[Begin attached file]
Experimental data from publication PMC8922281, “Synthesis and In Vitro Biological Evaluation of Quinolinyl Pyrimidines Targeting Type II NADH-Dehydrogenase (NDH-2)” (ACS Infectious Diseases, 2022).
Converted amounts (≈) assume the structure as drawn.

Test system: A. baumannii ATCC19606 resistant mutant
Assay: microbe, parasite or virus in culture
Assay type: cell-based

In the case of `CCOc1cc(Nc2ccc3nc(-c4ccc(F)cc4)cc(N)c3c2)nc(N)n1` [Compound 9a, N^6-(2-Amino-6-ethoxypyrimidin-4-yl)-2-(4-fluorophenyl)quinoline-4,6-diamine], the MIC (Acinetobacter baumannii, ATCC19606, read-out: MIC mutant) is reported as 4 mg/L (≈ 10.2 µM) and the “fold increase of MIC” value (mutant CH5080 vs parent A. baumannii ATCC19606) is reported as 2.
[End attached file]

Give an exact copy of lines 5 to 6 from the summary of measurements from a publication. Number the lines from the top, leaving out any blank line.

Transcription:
Assay type: cell-based

In the case of `CCOc1cc(Nc2ccc3nc(-c4ccc(F)cc4)cc(N)c3c2)nc(N)n1` [Compound 9a, N^6-(2-Amino-6-ethoxypyrimidin-4-yl)-2-(4-fluorophenyl)quinoline-4,6-diamine], the MIC (Acinetobacter baumannii, ATCC19606, read-out: MIC mutant) is reported as 4 mg/L (≈ 10.2 µM) and the “fold increase of MIC” value (mutant CH5080 vs parent A. baumannii ATCC19606) is reported as 2.